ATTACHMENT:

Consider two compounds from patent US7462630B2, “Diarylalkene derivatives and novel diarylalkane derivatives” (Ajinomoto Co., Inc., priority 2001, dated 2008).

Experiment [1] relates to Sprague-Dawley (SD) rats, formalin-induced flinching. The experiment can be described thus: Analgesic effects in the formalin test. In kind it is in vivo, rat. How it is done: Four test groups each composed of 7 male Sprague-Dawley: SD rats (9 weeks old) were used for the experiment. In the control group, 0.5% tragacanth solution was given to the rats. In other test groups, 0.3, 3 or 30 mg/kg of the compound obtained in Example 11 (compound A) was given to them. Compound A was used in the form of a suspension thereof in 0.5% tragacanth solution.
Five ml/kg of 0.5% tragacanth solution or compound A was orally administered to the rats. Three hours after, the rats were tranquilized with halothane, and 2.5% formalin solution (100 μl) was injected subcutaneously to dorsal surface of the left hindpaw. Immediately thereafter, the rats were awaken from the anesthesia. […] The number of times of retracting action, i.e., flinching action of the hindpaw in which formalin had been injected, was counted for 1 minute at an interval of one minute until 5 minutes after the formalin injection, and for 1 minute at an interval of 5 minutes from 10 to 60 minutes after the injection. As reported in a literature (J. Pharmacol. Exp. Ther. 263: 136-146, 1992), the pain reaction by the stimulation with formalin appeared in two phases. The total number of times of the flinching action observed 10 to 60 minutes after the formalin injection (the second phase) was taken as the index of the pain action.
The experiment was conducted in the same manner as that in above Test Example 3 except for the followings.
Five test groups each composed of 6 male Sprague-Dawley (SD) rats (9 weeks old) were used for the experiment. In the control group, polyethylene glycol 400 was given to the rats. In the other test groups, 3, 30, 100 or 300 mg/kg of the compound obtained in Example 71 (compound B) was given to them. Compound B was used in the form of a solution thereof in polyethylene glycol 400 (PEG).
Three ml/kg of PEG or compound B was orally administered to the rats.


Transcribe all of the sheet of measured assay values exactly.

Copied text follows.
Consider two compounds from patent US7462630B2, “Diarylalkene derivatives and novel diarylalkane derivatives” (Ajinomoto Co., Inc., priority 2001, dated 2008).

Experiment [1] relates to Sprague-Dawley (SD) rats, formalin-induced flinching. The experiment can be described thus: Analgesic effects in the formalin test. In kind it is in vivo, rat. How it is done: Four test groups each composed of 7 male Sprague-Dawley: SD rats (9 weeks old) were used for the experiment. In the control group, 0.5% tragacanth solution was given to the rats. In other test groups, 0.3, 3 or 30 mg/kg of the compound obtained in Example 11 (compound A) was given to them. Compound A was used in the form of a suspension thereof in 0.5% tragacanth solution.
Five ml/kg of 0.5% tragacanth solution or compound A was orally administered to the rats. Three hours after, the rats were tranquilized with halothane, and 2.5% formalin solution (100 μl) was injected subcutaneously to dorsal surface of the left hindpaw. Immediately thereafter, the rats were awaken from the anesthesia. […] The number of times of retracting action, i.e., flinching action of the hindpaw in which formalin had been injected, was counted for 1 minute at an interval of one minute until 5 minutes after the formalin injection, and for 1 minute at an interval of 5 minutes from 10 to 60 minutes after the injection. As reported in a literature (J. Pharmacol. Exp. Ther. 263: 136-146, 1992), the pain reaction by the stimulation with formalin appeared in two phases. The total number of times of the flinching action observed 10 to 60 minutes after the formalin injection (the second phase) was taken as the index of the pain action.
The experiment was conducted in the same manner as that in above Test Example 3 except for the followings.
Five test groups each composed of 6 male Sprague-Dawley (SD) rats (9 weeks old) were used for the experiment. In the control group, polyethylene glycol 400 was given to the rats. In the other test groups, 3, 30, 100 or 300 mg/kg of the compound obtained in Example 71 (compound B) was given to them. Compound B was used in the form of a solution thereof in polyethylene glycol 400 (PEG).
Three ml/kg of PEG or compound B was orally administered to the rats.